Maine hires inspectors for medical marijuana operations

AUGUSTA — In a first for Maine’s medical marijuana industry, the state has hired an outside group to inspect growing operations, a move criticized by advocates who say the process hasn’t been well-outlined.

In March, the Maine Department of Human Services signed a one-year, $167,000 contract with the Maine Sheriffs’ Association to inspect growing operations across the state. David Sorensen, a DHHS spokesman, said it’s primarily for “caregivers,” allowed under state law to grow marijuana for up to five patients who have gotten recommendations from doctors to use the drug.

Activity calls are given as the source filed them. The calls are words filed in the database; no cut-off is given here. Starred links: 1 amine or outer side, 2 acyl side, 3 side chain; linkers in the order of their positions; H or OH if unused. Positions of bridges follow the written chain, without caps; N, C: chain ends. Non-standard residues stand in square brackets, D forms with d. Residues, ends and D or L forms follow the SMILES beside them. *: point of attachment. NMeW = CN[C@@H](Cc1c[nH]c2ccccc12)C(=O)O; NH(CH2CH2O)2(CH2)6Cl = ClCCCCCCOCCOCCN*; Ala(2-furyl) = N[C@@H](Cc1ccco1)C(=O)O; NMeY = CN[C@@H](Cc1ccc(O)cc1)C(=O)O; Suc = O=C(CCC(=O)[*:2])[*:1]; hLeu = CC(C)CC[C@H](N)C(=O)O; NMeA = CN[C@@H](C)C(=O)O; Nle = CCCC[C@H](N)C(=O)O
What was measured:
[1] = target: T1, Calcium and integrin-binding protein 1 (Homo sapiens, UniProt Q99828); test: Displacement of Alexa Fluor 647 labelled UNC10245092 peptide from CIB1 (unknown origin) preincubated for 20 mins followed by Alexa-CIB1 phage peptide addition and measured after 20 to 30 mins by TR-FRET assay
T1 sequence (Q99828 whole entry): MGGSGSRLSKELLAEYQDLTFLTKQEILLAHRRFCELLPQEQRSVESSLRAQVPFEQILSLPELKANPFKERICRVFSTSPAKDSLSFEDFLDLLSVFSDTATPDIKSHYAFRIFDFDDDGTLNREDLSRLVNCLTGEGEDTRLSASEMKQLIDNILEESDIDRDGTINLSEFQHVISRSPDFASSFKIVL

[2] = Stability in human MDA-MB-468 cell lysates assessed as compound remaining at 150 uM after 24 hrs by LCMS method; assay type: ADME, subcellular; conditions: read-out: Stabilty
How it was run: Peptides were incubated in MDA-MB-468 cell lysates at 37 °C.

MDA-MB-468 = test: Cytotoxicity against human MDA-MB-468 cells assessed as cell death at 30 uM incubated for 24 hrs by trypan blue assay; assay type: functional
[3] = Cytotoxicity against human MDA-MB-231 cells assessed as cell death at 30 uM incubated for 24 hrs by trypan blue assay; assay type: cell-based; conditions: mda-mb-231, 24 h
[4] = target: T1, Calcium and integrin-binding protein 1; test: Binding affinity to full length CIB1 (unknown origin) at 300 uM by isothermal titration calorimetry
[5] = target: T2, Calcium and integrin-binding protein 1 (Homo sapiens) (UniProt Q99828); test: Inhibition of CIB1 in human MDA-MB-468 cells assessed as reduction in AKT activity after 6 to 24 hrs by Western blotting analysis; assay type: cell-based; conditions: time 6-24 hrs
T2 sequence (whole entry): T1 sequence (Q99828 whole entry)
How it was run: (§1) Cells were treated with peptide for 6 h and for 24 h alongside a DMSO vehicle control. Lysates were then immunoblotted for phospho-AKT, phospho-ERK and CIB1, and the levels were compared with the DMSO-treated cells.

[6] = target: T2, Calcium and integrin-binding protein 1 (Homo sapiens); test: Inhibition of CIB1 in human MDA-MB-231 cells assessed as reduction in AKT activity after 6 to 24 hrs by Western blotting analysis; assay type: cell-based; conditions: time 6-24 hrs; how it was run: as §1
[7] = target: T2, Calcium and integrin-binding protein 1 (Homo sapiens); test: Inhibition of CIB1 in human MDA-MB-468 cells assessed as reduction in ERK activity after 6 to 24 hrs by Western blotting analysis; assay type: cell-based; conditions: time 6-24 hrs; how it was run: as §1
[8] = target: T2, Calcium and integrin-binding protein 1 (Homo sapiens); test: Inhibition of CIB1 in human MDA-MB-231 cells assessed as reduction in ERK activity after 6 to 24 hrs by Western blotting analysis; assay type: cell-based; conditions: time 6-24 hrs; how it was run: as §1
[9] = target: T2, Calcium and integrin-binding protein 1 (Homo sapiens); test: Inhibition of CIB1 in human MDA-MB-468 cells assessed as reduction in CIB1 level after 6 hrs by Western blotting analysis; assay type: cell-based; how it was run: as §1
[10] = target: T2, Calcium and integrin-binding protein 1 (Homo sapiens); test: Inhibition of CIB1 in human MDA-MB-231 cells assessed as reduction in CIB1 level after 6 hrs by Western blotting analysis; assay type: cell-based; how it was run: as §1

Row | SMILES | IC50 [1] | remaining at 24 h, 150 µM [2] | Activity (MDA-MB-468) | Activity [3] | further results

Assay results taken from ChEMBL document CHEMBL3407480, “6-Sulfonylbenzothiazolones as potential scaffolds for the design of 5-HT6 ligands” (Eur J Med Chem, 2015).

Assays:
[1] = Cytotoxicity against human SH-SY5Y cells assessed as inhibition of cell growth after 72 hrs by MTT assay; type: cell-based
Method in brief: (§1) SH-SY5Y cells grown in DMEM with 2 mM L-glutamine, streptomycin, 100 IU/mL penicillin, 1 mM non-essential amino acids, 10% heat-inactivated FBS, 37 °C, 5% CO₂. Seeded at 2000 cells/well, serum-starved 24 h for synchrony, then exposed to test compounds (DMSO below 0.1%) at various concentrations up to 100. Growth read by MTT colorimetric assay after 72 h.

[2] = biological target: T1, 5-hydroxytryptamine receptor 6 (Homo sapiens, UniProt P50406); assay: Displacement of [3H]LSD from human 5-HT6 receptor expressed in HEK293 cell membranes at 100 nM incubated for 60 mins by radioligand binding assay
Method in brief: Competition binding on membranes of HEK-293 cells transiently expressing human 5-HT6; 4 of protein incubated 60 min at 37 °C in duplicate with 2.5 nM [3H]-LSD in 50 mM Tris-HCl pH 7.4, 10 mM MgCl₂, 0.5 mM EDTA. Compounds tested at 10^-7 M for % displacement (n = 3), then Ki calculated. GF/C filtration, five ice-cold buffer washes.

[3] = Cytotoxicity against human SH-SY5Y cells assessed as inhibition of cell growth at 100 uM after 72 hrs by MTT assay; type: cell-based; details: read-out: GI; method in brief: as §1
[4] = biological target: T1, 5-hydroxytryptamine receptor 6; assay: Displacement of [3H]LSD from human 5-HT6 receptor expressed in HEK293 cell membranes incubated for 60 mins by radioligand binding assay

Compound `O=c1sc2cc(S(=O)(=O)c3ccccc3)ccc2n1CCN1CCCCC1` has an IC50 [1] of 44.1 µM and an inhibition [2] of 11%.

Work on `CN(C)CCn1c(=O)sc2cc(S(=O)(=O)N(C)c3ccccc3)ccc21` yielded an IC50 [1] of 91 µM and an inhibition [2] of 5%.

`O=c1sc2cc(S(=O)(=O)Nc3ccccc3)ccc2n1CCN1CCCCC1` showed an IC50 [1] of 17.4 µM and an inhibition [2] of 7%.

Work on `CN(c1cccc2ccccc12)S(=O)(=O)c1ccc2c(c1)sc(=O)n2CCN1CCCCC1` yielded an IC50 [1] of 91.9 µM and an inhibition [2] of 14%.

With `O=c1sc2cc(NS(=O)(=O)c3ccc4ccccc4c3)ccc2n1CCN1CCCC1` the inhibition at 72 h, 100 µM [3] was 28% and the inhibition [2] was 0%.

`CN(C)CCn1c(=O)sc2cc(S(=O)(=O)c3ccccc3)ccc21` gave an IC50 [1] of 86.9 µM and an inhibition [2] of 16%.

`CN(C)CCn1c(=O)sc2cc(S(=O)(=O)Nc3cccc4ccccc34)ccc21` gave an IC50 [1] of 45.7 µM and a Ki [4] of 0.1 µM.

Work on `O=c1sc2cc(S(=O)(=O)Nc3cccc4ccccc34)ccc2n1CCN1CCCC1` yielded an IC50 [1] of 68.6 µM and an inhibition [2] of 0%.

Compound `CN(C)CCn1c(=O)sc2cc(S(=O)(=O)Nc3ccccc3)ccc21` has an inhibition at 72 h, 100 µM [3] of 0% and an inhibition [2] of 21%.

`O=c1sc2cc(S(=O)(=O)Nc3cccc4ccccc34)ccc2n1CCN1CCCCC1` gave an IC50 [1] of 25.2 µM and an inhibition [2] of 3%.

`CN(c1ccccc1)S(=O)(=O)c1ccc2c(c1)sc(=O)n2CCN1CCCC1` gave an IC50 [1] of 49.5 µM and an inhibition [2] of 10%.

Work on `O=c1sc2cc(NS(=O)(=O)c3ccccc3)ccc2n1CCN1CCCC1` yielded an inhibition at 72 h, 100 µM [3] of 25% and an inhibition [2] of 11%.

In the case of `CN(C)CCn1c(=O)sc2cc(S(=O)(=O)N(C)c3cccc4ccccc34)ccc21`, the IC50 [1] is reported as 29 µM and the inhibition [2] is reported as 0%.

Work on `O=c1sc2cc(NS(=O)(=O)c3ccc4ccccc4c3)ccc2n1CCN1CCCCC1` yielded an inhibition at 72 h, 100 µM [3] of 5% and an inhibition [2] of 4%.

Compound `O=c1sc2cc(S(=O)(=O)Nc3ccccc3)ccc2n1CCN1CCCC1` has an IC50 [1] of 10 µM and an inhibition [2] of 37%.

There are more than 1,700 caregivers scattered throughout Maine, and many grow marijuana at their homes, presenting a challenge for the state, which regulates them. However, unlike for the eight state-sanctioned dispensaries, medical marijuana program rules don’t outline an inspection process.

That worries Paul McCarrier, a caregiver advocate and president of Legalize Maine, a marijuana legalization effort, who said...

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